The Treasury of Lives

The Gungtang incarnations is a Geluk line based at Labrang Monastery in Amdo. In the early eighteenth century, the Second Gungtang Ngawang Tenpai Gyeltsen  was recognized as the reincarnation of the Fiftieth Ganden Tripa, Gendun Puntsok, also known as Tri Gungtangpa. The Gungtang line has its primary seat at Labrang Tashikyil, where most of the Gungtang lamas have been abbots. The Third Gungtang, Kunchok Tenpai Dronme was especially famous all over Tibet for his scholarship.

Timeline

Biographies

Gendun Puntsok, a disciple of the First Jamyang Zhepa, served as the Fiftieth Ganden Tripa from 1714 to 1721. He was educated in Drepung Gomang and Gyume Colleges. He was famed as an accomplished tantric practitioner, said to have transformed the Silver Reliquary of Tsongkhapa into Gold with his miraculous skills, for which he was rewarded by Lhazang Khan. His subsequent incarnations are known as the Gungtang Lamas.

The Second Gungtang, Ngawang Tenpai Gyeltsen was a Geluk scholar who studied in Drepung and Labrang Tashikhyil, where he served as the fifth abbot and eighth throne holder, respectively. He visited the Manchu Emperor who honored him with the Mongolian title Hutuktu, one of only eight Tibetan lamas who held the title. The Fifth Paṇchen Lama identified him as the reincarnation of the Fiftieth Ganden Tripa, who was known as Tri Gungtangpa after the name of his initial monastic seat, Gungtang Chode. He sponsored and commissioned a set of the Tengyur and one hundred copies of the Aṣṭasāhasrikā Prajñāpāramitā written in silver, together with many other objects of faith, for Labrang Monastery.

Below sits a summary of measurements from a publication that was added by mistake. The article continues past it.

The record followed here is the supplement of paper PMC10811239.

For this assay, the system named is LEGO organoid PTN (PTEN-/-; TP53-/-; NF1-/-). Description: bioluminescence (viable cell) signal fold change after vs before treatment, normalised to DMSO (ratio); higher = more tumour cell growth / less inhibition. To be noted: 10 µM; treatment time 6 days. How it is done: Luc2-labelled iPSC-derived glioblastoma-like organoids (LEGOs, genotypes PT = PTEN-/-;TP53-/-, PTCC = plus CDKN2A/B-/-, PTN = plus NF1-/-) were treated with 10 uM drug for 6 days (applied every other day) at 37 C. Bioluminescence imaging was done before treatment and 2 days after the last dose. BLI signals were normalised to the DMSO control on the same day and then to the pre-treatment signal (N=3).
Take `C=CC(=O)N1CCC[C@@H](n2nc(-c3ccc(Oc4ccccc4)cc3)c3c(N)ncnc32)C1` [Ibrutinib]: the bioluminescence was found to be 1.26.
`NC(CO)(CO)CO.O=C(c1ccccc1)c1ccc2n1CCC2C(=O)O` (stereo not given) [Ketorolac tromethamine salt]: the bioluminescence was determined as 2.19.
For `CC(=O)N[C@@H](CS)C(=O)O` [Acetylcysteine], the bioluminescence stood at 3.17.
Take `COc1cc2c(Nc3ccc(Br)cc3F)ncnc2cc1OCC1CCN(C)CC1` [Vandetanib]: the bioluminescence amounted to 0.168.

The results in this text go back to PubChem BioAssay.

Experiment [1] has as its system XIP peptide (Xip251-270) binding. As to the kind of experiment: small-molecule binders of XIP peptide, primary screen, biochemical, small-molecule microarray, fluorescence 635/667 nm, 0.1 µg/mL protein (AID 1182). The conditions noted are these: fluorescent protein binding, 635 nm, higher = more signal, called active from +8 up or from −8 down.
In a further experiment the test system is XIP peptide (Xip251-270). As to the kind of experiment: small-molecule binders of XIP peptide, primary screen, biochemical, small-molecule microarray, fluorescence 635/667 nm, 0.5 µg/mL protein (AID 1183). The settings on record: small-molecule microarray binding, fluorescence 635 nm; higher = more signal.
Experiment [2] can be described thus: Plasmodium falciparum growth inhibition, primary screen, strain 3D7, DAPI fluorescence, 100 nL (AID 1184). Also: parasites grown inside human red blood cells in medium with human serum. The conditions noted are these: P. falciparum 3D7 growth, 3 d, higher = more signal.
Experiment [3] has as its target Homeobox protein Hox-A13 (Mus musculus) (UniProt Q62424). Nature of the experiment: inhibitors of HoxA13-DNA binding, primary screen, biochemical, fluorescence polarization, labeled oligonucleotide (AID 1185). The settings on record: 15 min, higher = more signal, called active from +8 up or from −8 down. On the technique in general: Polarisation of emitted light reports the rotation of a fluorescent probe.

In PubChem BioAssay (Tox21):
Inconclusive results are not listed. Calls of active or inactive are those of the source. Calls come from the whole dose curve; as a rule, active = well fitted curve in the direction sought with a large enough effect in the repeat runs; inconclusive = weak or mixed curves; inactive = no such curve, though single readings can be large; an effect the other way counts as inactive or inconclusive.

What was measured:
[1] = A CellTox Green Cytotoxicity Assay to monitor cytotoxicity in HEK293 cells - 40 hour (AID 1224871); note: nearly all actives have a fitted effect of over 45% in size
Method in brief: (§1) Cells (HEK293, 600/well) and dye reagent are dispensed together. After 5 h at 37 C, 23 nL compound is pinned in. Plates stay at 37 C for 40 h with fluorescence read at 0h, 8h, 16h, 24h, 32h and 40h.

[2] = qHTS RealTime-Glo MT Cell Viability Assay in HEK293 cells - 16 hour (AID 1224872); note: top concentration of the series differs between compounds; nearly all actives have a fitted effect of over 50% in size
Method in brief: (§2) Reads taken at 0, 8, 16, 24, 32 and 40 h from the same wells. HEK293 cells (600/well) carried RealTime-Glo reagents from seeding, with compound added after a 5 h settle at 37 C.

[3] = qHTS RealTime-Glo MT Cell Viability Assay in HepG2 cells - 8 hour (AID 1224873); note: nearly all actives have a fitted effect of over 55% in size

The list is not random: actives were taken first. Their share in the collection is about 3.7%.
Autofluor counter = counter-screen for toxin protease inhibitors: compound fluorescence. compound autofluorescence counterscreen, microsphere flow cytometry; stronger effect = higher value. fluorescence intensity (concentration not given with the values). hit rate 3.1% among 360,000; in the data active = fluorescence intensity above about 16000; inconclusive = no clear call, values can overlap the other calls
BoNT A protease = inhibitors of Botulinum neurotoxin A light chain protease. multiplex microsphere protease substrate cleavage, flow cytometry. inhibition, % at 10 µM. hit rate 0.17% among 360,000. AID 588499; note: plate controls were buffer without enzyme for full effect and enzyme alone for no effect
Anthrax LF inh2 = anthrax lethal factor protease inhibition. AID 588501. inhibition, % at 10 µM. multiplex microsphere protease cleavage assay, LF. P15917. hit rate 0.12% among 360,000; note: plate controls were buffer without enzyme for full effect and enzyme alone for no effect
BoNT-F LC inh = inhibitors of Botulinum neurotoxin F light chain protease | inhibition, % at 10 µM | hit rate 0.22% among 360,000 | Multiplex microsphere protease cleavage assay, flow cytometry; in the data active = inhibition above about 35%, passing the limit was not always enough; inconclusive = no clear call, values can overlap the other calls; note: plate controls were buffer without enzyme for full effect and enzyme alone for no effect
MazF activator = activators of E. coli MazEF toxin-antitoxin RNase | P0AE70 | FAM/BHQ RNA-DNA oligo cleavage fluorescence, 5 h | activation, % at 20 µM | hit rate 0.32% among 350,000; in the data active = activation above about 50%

The Third Gungtang Lama Konchok Tenpai Dronme was identified as reincarnation of the Second Guntang Ngawang Tenpai Gyeltsen. He studied in Drepung Gomang College near Lhasa and Labrang Tashikhyil in Amdo, and later he served as the twenty-first abbot of the monastery prior to which he served as the abbot of Datsang followed by the first abbot of Ngawa Gomang Monastery. Familiar with Chinese and Mongolian languages, he spent most of his life in teaching and composing texts on many subjects such as ethics and medicine as well as religion.

The Fourth Gungtang Lama, Konchok Tenpai Gyatso was a Geluk scholar who received his basic education presumably in Labrang Monastery in Amdo and furthered his studies in Drepung Monastery. He served as the Forty-eighth throne holder of Labrang Monastery and reformed the system of education and also codes of disciplines in the monastery.

The Fifth Gungtang Lama, Jamyang Tenpai Nyima studied in Amdo and served as the Sixty-ninth throne holder of Labrang Monastery. He travelled widely and gave extensive teachings in Mongolia.

The Sixth Gungtang Lama, Jigme Tenpai Wangchuk served as the throne holder of Labrang Monastery from 1954 to 1958, and again in 1990. He was imprisoned for twenty-one years and spent his time in the labor-camps until his release in 1979. Following his release from prison he was instrumental in the revival of religious activity at Labrang and Amdo, and he spoke openly about his devotion to the Dalai Lama and his longing for a Tibet free of Chinese rule. In 1994 he gave his tenth and the last Kālacakra empowerment to a gathering of over many thousands of followers at Labrang; he died in a hospital in Beijing in 2000, in a manner that many followers continue to consider suspicious.